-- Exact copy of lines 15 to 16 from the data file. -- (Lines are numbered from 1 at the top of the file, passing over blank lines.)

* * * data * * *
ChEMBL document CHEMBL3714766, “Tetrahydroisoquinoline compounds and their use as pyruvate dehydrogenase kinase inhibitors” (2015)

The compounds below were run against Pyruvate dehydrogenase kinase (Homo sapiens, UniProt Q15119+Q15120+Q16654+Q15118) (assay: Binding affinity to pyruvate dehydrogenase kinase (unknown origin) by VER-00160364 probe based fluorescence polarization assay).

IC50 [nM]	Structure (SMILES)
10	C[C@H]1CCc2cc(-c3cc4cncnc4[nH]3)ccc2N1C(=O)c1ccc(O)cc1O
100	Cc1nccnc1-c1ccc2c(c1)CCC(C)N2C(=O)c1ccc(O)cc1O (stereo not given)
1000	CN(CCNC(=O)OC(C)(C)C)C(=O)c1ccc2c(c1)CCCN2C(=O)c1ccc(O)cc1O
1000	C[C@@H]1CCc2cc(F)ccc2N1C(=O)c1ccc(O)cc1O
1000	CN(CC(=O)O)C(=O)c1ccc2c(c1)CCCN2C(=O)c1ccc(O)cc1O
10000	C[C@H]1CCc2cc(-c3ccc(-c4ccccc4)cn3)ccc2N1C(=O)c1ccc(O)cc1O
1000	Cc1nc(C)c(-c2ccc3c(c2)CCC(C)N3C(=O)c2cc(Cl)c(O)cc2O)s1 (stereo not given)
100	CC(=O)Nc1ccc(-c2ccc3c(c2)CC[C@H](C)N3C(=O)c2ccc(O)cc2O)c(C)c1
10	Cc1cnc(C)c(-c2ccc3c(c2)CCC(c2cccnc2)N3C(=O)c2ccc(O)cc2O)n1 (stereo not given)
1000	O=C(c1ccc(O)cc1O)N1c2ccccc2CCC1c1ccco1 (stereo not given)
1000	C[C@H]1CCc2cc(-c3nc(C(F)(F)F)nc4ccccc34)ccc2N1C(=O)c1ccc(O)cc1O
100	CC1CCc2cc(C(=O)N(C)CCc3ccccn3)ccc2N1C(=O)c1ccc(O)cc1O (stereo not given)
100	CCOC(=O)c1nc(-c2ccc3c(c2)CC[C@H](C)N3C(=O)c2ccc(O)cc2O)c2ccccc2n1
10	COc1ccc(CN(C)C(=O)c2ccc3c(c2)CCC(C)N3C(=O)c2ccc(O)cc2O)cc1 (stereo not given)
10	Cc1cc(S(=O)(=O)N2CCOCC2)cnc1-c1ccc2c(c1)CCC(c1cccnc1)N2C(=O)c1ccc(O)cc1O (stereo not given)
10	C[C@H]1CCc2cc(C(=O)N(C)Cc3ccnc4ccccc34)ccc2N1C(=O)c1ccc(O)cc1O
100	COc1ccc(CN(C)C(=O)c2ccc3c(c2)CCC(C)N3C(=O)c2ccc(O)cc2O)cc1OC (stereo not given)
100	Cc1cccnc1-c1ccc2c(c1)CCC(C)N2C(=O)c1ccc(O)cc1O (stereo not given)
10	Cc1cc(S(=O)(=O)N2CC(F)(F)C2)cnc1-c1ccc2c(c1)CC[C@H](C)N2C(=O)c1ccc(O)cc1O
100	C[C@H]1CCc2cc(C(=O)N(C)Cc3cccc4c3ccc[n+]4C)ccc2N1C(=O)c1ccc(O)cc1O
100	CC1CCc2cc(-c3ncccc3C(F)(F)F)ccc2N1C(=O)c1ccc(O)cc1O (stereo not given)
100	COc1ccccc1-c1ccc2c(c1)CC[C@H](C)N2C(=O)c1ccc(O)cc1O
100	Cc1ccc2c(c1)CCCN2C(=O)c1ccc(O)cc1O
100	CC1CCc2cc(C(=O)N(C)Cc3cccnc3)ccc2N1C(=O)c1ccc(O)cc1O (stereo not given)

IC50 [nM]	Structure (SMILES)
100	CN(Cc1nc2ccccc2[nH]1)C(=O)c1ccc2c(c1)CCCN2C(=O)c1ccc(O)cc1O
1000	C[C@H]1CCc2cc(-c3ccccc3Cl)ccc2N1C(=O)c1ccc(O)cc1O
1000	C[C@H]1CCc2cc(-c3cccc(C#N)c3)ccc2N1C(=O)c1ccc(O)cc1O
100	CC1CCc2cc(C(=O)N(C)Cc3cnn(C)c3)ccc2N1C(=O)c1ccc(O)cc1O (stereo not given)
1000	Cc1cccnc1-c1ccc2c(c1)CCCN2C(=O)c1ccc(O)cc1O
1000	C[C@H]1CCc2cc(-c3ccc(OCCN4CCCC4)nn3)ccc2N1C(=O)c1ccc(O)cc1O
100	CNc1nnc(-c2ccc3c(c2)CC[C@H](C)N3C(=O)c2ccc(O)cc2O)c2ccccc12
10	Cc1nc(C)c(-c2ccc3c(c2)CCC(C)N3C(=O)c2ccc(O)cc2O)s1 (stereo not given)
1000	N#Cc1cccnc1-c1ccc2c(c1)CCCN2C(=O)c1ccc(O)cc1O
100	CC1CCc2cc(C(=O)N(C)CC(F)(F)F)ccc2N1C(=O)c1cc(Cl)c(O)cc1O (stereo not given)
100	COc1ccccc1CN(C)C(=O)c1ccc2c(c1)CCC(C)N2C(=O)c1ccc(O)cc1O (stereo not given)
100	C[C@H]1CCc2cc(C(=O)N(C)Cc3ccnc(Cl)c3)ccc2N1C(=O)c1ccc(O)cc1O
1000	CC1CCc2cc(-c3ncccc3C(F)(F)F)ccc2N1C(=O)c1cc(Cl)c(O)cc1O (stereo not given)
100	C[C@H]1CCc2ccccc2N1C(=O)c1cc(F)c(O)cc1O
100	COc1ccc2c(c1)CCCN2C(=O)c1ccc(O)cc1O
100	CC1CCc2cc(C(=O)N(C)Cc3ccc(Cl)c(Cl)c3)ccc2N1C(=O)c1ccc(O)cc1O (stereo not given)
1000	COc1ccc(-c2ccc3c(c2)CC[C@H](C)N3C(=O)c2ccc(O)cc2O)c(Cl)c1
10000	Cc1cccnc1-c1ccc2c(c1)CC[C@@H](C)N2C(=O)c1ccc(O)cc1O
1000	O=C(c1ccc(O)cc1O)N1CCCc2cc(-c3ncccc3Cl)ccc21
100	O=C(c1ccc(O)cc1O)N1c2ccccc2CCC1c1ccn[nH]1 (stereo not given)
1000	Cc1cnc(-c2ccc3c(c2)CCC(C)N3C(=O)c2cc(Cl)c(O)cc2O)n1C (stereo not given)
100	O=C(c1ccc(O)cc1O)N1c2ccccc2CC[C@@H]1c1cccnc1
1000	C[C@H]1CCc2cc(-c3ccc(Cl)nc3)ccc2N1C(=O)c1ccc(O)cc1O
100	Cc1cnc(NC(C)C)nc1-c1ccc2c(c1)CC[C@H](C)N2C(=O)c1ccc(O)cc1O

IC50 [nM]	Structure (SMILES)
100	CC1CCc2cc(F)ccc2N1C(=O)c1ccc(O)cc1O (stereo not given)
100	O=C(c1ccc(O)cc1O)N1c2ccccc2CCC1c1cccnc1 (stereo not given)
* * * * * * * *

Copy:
100	CC1CCc2cc(C(=O)N(C)CCc3ccccn3)ccc2N1C(=O)c1ccc(O)cc1O (stereo not given)
100	CCOC(=O)c1nc(-c2ccc3c(c2)CC[C@H](C)N3C(=O)c2ccc(O)cc2O)c2ccccc2n1